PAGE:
An international study presents new evidence that ravens helped themselves to people’s scraps and picked over mammoth carcasses left by human hunters during the Pavlovian culture more than 30,000 years ago in what is now Moravia in the Czech Republic. The large number of raven bones found at the sites suggests that the birds in turn were a supplementary source of food, and may have become important in the culture and worldview of these people.
The study's lead authors are Dr. Chris Baumann, who currently conducts research at the University of Helsinki and the University Tübingen and Dr. Shumon T. Hussain from Aarhus University, an expert in the deep history of human-animal interaction, along with Professor Hervé Bocherens of the University of Tübingen and the Senckenberg Centre for Human Evolution and Palaeoenvironment. The study has been published in the journal Nature Ecology and Evolution. In an earlier study, published in Archaeological and Anthropological Sciences, Chris Baumann described a general framework for the study showing that animal-human coexistence goes back deep into the Pleistocene. In it, he argued that such relationships likely shaped early ecosystems.
A similar food spectrum
Ravens have a very wide food spectrum, are curious and flexible in their behavior. Their bones were discovered in large numbers at the archaeological sites of Předmostí, Pavlov I, and Dolní Věstonice I in southern Moravia. "The number of raven remains at these sites is remarkable and very unusual for the time period," says Shumon T. Hussain. The researchers suspected that the ravens were living close to humans, perhaps attracted by their settlement activities. The research team examined the bones of twelve common ravens from the sites and determined the birds’ diet by analyzing the nitrogen, carbon and sulfur stable isotope compositions in the bones. "These ravens fed predominantly on the meat of large herbivores, often mammoth, much like humans did at the time," Chris Baumann explains. "We draw the conclusion that they were attracted to mammoth carcasses available near human camps."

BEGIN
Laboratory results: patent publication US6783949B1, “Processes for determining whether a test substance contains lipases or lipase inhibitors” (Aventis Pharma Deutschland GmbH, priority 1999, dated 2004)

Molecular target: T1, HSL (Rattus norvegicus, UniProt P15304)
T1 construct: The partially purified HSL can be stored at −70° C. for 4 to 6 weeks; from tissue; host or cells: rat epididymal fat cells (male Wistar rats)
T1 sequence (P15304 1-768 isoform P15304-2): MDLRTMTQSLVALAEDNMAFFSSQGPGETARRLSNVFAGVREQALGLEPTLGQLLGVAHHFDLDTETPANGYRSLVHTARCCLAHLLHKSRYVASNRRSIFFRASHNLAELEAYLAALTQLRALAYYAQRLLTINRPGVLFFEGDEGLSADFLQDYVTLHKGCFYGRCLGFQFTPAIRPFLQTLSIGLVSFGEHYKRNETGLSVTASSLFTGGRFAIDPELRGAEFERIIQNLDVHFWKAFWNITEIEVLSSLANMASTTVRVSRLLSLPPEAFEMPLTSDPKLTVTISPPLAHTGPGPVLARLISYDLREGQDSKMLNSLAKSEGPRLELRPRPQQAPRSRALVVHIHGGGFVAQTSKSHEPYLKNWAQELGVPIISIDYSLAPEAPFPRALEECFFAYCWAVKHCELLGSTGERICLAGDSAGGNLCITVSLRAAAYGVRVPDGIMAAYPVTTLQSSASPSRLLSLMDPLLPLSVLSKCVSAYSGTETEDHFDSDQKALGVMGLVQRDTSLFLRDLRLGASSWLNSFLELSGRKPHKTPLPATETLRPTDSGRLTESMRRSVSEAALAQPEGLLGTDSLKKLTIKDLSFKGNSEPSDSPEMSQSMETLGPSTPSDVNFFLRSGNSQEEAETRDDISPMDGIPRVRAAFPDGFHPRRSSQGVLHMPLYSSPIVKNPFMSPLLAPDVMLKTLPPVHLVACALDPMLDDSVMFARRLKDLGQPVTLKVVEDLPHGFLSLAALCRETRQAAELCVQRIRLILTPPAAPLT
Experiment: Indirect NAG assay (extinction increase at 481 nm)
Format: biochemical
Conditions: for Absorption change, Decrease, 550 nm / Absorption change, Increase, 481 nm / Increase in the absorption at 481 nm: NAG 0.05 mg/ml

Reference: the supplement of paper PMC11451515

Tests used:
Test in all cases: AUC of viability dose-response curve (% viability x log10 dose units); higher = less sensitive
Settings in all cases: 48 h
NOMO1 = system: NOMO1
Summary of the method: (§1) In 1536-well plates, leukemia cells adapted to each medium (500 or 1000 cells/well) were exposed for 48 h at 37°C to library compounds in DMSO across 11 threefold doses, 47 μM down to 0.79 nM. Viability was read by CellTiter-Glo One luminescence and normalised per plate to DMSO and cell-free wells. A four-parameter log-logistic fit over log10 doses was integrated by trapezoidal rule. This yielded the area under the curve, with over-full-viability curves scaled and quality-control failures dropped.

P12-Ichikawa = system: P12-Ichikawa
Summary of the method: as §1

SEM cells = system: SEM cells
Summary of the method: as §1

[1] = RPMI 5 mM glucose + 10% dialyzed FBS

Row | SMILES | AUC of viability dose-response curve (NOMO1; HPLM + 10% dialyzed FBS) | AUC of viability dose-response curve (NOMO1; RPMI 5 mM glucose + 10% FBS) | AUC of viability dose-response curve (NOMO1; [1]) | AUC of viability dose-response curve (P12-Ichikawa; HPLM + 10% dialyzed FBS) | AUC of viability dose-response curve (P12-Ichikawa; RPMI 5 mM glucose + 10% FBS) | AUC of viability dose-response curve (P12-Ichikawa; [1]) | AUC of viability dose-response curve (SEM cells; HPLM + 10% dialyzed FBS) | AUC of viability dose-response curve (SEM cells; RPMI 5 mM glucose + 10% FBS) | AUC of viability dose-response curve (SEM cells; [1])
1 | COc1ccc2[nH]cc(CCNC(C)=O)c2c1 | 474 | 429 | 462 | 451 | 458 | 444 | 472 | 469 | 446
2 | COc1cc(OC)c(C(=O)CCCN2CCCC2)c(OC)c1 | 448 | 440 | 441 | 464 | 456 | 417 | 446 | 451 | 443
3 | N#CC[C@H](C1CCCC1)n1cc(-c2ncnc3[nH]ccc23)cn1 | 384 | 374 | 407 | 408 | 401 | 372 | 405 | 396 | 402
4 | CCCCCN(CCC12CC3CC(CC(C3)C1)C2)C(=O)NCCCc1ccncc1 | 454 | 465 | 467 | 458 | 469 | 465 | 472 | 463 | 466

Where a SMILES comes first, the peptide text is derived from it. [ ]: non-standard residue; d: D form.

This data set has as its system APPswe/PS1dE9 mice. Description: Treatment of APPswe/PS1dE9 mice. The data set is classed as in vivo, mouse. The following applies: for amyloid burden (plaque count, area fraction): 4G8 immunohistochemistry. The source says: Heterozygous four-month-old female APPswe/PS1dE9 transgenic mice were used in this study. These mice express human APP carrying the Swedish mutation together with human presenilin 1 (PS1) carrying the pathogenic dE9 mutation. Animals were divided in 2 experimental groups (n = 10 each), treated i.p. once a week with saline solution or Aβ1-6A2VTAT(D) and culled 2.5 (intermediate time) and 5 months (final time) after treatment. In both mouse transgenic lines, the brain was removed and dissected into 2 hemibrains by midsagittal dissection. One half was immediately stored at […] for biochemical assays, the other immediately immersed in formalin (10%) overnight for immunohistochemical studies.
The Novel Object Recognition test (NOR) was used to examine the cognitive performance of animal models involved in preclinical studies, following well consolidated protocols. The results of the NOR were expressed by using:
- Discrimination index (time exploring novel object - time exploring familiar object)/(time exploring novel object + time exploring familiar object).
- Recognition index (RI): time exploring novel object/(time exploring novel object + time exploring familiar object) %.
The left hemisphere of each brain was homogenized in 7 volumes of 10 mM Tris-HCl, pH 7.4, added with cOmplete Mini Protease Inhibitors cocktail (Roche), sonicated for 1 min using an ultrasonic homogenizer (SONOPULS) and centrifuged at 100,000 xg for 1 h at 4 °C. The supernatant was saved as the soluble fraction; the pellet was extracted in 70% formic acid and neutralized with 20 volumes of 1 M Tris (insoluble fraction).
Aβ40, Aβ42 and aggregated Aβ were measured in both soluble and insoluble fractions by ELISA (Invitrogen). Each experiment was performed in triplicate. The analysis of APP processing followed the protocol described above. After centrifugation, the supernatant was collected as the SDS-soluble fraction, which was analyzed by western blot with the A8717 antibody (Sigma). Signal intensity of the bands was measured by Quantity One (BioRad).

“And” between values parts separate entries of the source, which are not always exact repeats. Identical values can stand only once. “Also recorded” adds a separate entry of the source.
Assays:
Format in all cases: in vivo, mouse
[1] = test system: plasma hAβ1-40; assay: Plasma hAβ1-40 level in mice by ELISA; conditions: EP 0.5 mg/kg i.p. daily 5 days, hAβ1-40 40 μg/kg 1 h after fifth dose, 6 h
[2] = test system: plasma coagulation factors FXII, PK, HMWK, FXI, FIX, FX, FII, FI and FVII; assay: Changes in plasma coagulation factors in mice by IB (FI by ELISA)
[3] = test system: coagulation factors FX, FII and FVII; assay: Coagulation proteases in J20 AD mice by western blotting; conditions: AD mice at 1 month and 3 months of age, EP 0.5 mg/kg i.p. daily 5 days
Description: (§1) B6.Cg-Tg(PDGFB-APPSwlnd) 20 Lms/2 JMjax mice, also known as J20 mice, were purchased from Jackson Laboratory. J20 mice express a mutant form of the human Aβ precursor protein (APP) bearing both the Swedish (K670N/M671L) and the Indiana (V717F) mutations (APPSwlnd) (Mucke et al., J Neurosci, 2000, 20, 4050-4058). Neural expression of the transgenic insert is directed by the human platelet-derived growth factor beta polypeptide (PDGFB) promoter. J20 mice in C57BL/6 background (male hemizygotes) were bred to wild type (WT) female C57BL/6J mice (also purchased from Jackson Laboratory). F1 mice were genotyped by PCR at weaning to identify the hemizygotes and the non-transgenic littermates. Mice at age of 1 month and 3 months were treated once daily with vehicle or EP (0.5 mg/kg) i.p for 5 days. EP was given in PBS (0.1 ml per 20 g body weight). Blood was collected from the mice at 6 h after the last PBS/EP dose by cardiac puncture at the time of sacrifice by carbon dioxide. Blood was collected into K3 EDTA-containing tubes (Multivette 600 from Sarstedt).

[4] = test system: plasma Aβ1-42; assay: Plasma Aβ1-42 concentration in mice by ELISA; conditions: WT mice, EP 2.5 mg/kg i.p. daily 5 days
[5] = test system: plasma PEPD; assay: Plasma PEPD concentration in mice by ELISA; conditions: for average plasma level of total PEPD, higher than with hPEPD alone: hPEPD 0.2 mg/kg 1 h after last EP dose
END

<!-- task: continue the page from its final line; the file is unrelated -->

According to the team, the animals' behavior was oriented toward what humans were doing in their environment. They say humans, in turn, took advantage of it, catching ravens, possibly for their feathers and meat. Such evidence is important for understanding early hunter-gatherer ecosystems. The researchers propose that raven behavior was synanthropic, which means that the birds benefited from a shared ecosystem with human hunter-gatherers.
The myth of pristine nature
"It is often assumed that early human foragers lived in and with a practically untouched natural environment. However, this is certainly too simple. We now know that human behavior impacted and changed ecosystems at least 30,000 years ago and that this had important effects for other organisms," says Chris Baumann. Food scraps left by humans provided a stable food base for small scavengers, and enabled novel human-adapted feeding niches to emerge. Such niches were exploited progressively upon over time and likely became key for some species, he says. At the same time, the respective animals became more important for human cultures. A possible side-effect of these developments was the increased likelihood of zoonoses – infectious diseases which can be transmitted between humans and animals.
Chris Baumann, Shumon T. Hussain, Martina Roblíčková, Felix Riede, Marcello A. Mannino, Hervé Bocherens: Evidence for hunter-gatherer impacts on raven diet and ecology in the Gravettian of Southern Moravia. Nature Ecology and Evolution, https://doi.org/10.1038/s41559-023-02107-8
Chris Baumann: The paleo‑synanthropic niche: a first attempt to define animal’s adaptation to a human‑made micro‑environment in the Late Pleistocene. Archaeological and Anthropological Sciences, https://doi.org/10.1007/s12520-023-01764-x